Book Library

Pensées philosophiques, morales, critiques, littéraires et politiques de M. Hume

1231 views

Author: David HUME

Publisher: Londres: Et se trouve à Paris, chez la Veuve Duchesne,

Year Printed: 1767

Edition: First

Printing: First

Condition: Good

Buy From Amazon

Pages: 414

Height: 6.6 inches

Width: 4 inches

Notes:

Essays, Moral, Political, and Literary is a compilation of essays by David Hume. Part I includes the essays from Essays, Moral and Political, plus two essays from Four Dissertations. The content of this part largely covers political and aesthetic issues. Part II includes the essays from Political Discourses, most of which develop economic themes.

David Hume (/ˈhjuːm/; 7 May [O.S. 26 April] 1711 – 25 August 1776) was a Scottish philosopher, historian, economist, and essayist known especially for his philosophical empiricism and skepticism. He was one of the most important figures in the history of Western philosophy and the Scottish Enlightenment.[1] Hume is often grouped with John Locke, George Berkeley, and a handful of others as a British Empiricist.[2]

 

Beginning with his A Treatise of Human Nature (1739), Hume strove to create a total naturalistic "science of man" that examined the psychological basis of human nature. In stark opposition to the rationalists who preceded him, most notably Descartes, he concluded that desire rather than reason governed human behaviour, saying: "Reason is, and ought only to be the slave of the passions".[3] A prominent figure in the sceptical philosophical tradition and a strong empiricist, he argued against the existence of innate ideas, concluding instead that humans have knowledge only of things they directly experience. Thus he divides perceptions between strong and lively "impressions" or direct sensations and fainter "ideas", which are copied from impressions. He developed the position that mental behaviour is governed by "custom", that is acquired ability; our use of induction, for example, is justified only by our idea of the "constant conjunction" of causes and effects. Without direct impressions of a metaphysical "self", he concluded that humans have no actual conception of the self, only of a bundle of sensations associated with the self.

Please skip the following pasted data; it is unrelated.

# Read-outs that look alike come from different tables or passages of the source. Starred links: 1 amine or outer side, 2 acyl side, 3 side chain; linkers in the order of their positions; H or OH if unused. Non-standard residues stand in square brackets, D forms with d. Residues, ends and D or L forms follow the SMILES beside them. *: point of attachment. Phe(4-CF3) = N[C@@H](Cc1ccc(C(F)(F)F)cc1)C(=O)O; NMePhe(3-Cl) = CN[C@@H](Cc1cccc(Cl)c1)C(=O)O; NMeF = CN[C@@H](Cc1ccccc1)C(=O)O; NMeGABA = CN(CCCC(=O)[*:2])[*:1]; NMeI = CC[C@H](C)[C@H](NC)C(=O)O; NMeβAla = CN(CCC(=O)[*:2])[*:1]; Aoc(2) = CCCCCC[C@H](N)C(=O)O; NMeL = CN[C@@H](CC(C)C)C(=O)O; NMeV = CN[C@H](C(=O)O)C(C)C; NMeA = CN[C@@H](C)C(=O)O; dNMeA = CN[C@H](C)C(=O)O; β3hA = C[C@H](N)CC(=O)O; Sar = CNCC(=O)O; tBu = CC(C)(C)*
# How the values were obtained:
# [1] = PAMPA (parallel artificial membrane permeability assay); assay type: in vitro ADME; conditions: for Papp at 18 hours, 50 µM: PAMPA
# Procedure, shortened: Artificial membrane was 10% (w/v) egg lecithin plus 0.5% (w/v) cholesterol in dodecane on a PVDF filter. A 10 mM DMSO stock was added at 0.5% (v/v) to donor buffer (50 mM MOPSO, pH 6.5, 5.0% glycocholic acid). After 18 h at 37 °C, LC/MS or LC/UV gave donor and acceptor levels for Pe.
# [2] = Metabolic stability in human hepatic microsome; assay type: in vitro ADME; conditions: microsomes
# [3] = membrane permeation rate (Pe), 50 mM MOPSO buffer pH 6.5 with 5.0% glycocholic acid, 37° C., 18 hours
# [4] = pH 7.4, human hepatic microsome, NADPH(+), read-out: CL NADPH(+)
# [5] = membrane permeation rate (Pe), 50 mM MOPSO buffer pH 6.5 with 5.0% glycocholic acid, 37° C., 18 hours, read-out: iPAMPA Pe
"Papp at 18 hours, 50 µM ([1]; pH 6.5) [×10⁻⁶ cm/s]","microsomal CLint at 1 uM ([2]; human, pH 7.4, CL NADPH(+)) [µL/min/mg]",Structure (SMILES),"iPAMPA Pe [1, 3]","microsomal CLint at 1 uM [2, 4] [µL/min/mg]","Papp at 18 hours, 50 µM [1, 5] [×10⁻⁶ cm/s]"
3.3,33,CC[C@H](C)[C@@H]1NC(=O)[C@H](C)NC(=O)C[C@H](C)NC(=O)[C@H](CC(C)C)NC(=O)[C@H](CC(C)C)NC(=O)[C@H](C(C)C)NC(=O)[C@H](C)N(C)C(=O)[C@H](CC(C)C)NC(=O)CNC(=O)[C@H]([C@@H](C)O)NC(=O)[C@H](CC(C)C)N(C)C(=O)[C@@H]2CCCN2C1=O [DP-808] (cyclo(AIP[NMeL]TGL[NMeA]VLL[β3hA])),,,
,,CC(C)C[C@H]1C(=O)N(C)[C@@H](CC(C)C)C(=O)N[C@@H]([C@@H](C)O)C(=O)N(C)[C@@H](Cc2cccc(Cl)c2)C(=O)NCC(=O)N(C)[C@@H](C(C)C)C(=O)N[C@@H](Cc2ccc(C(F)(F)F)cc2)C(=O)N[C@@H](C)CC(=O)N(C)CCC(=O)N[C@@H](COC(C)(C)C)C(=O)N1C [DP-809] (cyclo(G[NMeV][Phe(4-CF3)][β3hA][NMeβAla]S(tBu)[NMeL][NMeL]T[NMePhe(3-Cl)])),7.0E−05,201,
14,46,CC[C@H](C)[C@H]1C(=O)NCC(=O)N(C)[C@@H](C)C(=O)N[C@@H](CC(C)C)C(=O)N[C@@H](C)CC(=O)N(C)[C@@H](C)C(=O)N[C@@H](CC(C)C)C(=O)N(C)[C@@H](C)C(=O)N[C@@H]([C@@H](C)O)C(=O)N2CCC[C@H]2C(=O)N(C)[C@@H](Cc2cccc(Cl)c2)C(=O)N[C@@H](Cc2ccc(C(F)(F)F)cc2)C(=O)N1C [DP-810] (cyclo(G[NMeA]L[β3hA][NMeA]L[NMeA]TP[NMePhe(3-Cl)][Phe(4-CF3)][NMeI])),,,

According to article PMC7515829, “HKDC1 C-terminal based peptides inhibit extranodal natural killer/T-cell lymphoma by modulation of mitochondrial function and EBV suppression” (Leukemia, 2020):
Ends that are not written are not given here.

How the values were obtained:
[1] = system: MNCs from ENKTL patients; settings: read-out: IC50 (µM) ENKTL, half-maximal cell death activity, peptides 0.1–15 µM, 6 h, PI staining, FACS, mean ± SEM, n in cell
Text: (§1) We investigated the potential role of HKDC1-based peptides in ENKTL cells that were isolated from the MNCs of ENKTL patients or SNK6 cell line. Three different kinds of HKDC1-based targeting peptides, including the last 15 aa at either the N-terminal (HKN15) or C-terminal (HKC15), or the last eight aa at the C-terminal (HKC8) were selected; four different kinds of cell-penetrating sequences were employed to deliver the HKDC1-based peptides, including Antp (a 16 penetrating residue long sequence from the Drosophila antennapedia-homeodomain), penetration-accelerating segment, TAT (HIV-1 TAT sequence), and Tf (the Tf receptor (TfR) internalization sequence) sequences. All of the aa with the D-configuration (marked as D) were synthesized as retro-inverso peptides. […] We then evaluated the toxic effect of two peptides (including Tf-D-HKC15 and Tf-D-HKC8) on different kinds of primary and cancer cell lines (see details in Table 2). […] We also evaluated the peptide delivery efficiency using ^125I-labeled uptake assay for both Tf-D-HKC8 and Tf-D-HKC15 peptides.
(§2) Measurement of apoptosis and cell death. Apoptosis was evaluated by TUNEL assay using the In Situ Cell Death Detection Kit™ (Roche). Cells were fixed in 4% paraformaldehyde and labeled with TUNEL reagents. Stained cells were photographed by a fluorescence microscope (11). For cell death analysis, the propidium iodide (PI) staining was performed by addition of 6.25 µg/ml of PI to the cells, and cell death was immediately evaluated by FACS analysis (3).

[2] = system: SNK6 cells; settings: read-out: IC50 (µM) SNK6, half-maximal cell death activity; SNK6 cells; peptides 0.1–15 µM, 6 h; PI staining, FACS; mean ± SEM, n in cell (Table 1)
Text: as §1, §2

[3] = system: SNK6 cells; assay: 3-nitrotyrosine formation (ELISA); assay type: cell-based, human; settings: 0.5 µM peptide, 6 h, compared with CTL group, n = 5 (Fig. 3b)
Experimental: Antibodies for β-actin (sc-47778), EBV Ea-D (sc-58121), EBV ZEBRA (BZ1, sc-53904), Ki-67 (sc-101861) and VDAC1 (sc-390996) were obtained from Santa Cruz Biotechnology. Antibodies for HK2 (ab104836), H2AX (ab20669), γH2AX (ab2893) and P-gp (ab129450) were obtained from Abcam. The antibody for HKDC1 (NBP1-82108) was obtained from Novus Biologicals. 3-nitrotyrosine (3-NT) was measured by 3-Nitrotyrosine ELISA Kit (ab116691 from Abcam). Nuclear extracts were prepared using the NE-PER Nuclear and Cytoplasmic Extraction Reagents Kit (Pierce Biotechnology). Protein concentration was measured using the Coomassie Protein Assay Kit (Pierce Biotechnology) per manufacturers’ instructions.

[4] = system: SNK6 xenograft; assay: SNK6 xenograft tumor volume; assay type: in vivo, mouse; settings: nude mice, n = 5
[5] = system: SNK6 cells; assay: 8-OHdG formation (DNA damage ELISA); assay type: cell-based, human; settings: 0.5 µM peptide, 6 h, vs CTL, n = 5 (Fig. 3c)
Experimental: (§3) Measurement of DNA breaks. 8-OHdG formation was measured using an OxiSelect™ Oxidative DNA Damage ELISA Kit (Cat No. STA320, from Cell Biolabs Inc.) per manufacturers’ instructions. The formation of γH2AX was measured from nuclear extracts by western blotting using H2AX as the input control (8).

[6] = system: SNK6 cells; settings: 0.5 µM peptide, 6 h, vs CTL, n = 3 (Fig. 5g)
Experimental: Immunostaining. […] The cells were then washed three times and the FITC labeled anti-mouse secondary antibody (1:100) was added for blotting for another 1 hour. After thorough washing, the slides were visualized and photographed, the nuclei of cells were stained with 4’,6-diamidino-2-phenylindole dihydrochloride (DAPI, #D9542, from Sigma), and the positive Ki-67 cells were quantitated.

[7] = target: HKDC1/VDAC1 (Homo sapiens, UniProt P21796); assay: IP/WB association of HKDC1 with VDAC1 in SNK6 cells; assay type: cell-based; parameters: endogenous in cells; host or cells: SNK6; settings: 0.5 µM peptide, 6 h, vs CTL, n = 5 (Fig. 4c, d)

Hume advocated a compatibilist theory of free will that proved extremely influential on subsequent moral philosophy. He was also a sentimentalist who held that ethics are based on feelings rather than abstract moral principles. Hume also examined the normative is–ought problem. He held notoriously ambiguous views of Christianity,[4] but famously challenged the argument from design in his Dialogues Concerning Natural Religion (1777).

 

Immanuel Kant credited Hume with waking him up from his "dogmatic slumbers" and Hume has proved extremely influential on subsequent philosophy, especially on utilitarianism, logical positivism, William James, philosophy of science, early analytic philosophy, cognitive philosophy, and other movements and thinkers. The philosopher Jerry Fodor proclaimed Hume's Treatise "the founding document of cognitive science".[5] Also famous as a prose stylist,[6] Hume pioneered the essay as a literary genre and engaged with contemporary intellectual luminaries such as Jean-Jacques Rousseau, Adam Smith (who acknowledged Hume's influence on his economics and political philosophy), James Boswell, Joseph Butler, and Thomas Reid.

Images